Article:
Saturday, February 26, 2005

Review - The Snow Pit by Reuben Bercovitch

Set during World War II, The Snow Pit follows the lives of a graduating class of 1941 in rural Nebraska, while concentrating on the troubled romance between Ethan and Evelyn. The war touches each of the characters in different ways as they struggle to come to terms with the unexpected changes the world conflict brings. Themes such as racism, poverty and guilt are explored through the course of the story.

This is a hard book for me to review because, though I recognize a skillfully plotted narrative and well-drawn characters, the manner in which the story was told did not appeal to me. Not only was there at least one scene of, in my opinion, completely unnecessary violence, but the author included very detailed accounts of various battles that had me skipping pages at a time.

Nor did I find the main characters particularly sympathetic. Evelyn especially made some questionable choices in her relationship with Ethan that seemed selfish and went against the character development illustrated throughout the story. What really hurt the book for me, however, was the ending, but that is a matter of personal taste.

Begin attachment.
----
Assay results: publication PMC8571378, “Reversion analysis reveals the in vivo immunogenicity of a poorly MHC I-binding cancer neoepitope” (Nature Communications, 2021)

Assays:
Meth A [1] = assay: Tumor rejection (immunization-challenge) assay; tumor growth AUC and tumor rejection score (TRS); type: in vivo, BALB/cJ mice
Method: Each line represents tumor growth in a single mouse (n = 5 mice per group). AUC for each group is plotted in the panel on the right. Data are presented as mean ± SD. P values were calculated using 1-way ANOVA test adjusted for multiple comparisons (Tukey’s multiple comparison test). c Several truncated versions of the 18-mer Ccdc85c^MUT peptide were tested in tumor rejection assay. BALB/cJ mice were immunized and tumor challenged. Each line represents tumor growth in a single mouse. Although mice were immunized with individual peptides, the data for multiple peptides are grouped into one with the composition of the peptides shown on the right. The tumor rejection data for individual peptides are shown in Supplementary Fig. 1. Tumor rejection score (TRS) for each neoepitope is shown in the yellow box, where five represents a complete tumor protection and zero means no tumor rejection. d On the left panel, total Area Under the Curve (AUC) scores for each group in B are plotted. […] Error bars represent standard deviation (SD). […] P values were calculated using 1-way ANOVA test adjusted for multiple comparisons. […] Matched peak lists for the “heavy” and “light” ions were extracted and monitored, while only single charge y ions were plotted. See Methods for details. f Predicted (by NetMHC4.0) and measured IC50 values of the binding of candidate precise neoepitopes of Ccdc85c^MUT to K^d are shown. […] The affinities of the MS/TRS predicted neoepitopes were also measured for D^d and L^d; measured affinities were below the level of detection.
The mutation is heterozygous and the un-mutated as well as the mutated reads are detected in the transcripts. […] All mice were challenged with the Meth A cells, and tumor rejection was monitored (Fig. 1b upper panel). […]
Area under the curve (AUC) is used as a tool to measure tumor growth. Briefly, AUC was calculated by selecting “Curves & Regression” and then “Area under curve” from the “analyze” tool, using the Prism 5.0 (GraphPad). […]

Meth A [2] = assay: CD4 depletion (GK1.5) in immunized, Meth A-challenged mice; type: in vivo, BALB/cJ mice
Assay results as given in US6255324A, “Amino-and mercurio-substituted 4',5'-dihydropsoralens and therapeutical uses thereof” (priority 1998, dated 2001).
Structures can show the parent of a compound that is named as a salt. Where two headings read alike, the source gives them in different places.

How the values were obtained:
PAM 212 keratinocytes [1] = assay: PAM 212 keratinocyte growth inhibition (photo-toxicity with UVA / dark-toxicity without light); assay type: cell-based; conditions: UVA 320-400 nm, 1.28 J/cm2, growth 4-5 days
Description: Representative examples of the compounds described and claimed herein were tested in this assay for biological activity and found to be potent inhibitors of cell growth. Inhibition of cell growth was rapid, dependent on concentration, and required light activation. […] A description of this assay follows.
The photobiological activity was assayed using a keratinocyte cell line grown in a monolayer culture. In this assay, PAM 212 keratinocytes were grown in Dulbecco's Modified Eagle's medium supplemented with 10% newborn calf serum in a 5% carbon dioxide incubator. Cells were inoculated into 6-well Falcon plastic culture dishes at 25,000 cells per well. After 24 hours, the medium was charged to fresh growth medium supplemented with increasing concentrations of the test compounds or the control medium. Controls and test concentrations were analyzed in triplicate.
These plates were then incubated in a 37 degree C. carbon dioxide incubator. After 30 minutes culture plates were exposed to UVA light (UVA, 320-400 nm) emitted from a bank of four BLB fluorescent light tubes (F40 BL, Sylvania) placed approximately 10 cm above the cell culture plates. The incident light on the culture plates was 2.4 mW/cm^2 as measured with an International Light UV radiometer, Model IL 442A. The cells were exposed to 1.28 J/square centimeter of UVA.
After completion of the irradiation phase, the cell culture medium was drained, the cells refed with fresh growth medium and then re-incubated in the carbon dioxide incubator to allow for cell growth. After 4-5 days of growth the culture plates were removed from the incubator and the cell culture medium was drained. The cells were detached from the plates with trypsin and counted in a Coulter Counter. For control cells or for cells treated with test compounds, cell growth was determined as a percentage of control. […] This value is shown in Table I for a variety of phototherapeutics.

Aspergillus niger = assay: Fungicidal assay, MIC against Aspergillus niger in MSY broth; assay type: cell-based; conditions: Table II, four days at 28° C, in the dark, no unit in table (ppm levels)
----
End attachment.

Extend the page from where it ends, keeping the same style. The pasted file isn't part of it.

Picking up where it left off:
This being said, there is no doubt that Mr. Berkovitch is a skilled writer, one who creates interesting secondary characters who move in a completely believable and tangible world. Never did I doubt any of the period details or settings. Indeed there are times his prose is breathtakingly beautiful such as when he describes a new location or shows the impact of the war on those left behind.

My feeling is that men will find this book far more to their taste than most women, focussing as it does on the nitty-gritty details of military life and strategy. Recommended only for those who enjoy novels about the grim realities of war.

© Teresa Eckford, 2004

This review first appeared in the February 2005 issue of The Historical Novels Review

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